Mar 23, 2017 - The Treaty of Rome signed 60 years ago initiated the process towards ... internal market after the Single European Act, the euro from the Treaty ...
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RELAUNCHING THE EUROPEAN UNION Authors Nicolás Sartorius: Executive Vice President of Alternativas Foundations Emilio Lamo de Espinosa: President of Elcano Royal Institute Emilio Cassinello: Director General of Todelo International Centre for Peace (CITpax) Jordi Bacaria: Director of Barcelona Centre for International Affairs (CIDOB) 23/3/2017

The Treaty of Rome signed 60 years ago initiated the process towards the current European Union. Such process has implied not only the overcoming of a long-lasted historical period of warfare between the Europeans, but also established the most democratic and forward-thinking space all over the planet in political, economic and social terms. During almost seven decades, we the Europeans altogether have been implementing consecutively the instruments for our union, namely the European Coal and Steal Community, the Customs Union after the Treaty of Rome, then the internal market after the Single European Act, the euro from the Treaty of Maastricht, and lately the establishment of the European Union after the Treaty of Lisbon. Nowadays we are facing an increasing concern for the actual situation that the Union is going through. In the context of globalization and accelerating technological revolution, the tough economic crisis, as well as the deficiency to deal with it, have caused old and new contradictions that put the Union to a hard test even about its own existence. The most severe breaking is the social discontent among a large part of the European citizens which is interpreted in a disregard for the European project in its current incarnation. The result of the Britain referendum (Brexit) along with the positions of the new American administration has also demonstrated a powerful warning sign that Europe is going badly, because it is not only about the UK itself. The eurosceptic groups, or clearly the opposing sides to the EU, are rising in several countries, varying from populisms in one or another sign, nationalisms of new and old forms, to insolent attacks to the Union existence. All of them settle under the common denominator of rejecting the policies which would conduct to a more united Europe, are also questioning the validity of the euro and showing the ambition of returning to the old models of State-nation. Those efforts, once carried out, would lead us to a path full of dangerous uncertainties and growing impotence, in a more interdependent world but more hegemonic as well by strong political and worldwide economic powers. We would move backwards to one-time conflicts with no warranty. In the face of this situation to whose challenges we should face, taking into account the upcoming elections in France and Germany, there are different postures to be adopted in practice. Leaving apart the extremist side of breaking the euro and the Union itself, we would have other options. On the one hand, the tendency to make concessions with the increasing nationalisms through appeasement or pause can be made by sending out the message of that maybe we have gone too far. In our opinion, it would be a wrong road which would drive to a bigger standstill of undesirable consequences. The current nationalisms and/or populisms do not emerge as a result of too much Europe, but due to a lack of it. They appear when the Union has not achieved yet the necessary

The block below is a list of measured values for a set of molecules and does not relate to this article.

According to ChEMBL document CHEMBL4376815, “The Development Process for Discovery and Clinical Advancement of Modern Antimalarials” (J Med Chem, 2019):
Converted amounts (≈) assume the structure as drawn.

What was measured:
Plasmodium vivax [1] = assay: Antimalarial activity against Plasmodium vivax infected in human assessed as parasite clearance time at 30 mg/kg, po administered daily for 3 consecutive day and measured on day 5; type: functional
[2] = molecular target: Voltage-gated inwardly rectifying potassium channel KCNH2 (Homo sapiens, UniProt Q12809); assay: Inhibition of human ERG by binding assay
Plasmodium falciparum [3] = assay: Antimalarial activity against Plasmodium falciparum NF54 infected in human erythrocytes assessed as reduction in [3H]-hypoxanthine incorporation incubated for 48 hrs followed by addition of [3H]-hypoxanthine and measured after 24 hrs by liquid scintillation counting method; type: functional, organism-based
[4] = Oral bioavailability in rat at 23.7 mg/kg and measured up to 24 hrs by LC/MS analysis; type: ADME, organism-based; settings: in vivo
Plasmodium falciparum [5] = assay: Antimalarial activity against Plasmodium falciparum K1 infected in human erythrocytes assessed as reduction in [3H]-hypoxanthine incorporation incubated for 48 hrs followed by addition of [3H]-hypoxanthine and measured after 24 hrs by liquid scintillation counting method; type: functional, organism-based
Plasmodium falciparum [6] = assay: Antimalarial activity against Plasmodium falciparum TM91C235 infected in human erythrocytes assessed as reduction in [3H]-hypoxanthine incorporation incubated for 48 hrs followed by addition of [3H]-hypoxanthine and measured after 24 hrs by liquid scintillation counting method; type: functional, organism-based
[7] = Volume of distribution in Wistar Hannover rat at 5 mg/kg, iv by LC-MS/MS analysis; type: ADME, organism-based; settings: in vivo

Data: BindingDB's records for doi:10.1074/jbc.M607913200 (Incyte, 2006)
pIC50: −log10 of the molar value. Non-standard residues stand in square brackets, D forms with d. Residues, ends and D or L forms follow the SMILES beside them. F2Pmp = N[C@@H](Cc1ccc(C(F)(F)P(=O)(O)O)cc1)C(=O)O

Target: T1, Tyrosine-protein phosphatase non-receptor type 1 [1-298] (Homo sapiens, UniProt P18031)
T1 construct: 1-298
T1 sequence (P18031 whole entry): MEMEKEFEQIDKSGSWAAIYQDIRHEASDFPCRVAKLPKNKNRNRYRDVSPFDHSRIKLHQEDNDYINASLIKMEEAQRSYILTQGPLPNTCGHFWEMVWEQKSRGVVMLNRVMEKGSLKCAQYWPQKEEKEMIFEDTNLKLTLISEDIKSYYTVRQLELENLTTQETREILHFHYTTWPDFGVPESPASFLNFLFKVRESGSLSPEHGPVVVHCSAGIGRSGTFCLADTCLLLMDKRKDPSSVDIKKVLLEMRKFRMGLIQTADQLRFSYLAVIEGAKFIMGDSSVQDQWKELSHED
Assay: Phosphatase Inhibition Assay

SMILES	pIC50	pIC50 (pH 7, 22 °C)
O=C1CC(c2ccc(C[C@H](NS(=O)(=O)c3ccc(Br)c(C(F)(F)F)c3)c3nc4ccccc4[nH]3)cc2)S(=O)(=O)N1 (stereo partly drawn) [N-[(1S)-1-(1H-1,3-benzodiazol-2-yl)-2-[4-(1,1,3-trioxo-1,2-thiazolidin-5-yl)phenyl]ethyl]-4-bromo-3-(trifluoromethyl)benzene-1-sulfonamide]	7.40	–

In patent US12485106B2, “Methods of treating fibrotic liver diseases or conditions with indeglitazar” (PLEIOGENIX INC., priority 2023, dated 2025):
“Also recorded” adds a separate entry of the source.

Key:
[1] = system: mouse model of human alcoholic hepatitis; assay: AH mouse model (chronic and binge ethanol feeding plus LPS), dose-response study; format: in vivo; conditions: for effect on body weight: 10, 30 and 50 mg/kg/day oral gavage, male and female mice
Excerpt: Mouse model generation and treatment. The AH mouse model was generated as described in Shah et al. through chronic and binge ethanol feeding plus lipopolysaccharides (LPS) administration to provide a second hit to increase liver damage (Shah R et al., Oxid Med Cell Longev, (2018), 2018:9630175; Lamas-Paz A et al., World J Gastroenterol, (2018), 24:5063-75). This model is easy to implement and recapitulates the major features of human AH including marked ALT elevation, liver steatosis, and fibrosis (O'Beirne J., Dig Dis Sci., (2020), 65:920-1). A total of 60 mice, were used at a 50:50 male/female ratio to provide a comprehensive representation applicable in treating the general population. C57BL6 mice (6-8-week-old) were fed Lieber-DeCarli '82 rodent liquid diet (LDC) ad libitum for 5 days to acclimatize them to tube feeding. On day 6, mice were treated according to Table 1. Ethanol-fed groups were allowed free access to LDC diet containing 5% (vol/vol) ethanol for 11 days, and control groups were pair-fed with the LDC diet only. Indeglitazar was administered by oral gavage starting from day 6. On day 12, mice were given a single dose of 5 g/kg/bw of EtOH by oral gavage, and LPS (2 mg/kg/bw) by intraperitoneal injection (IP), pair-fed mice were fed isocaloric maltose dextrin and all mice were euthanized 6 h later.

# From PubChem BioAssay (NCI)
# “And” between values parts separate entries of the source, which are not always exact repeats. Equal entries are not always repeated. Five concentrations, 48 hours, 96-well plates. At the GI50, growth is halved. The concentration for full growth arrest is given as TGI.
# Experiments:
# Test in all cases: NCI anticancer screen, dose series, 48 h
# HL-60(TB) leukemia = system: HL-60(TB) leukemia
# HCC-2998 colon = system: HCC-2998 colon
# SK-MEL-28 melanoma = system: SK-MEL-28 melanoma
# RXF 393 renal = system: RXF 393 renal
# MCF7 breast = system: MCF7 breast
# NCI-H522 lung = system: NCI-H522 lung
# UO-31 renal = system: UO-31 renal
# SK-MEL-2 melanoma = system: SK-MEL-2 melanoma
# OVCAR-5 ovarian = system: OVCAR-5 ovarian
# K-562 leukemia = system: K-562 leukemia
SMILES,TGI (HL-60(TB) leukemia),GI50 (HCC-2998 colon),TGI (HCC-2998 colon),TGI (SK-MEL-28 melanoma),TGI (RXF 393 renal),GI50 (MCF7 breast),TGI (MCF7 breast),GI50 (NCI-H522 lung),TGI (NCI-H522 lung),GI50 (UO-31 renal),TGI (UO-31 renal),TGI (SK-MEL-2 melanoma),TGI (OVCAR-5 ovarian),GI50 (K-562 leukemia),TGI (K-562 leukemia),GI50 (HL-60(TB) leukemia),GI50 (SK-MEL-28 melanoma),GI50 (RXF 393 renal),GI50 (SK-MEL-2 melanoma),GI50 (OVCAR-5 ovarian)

instruments that would allow it to confront effectively the problems concerning its citizens. The insufficiency of Europe itself, therefore, is what gives rise to the current crisis. Given this reason, we are convinced of the idea that a clear project of relaunching the Union should be made in the next Rome Summit. With the substantial advances in the economic union and fiscal harmonization; initiatives towards the social Europe that would generate the necessary cohesion; right responses to the challenge of migrations and refugees; decisions in security and defense fields in front of terrorist threats and, finally, a vision of a future political union that would sow a new illusion and trust in a common project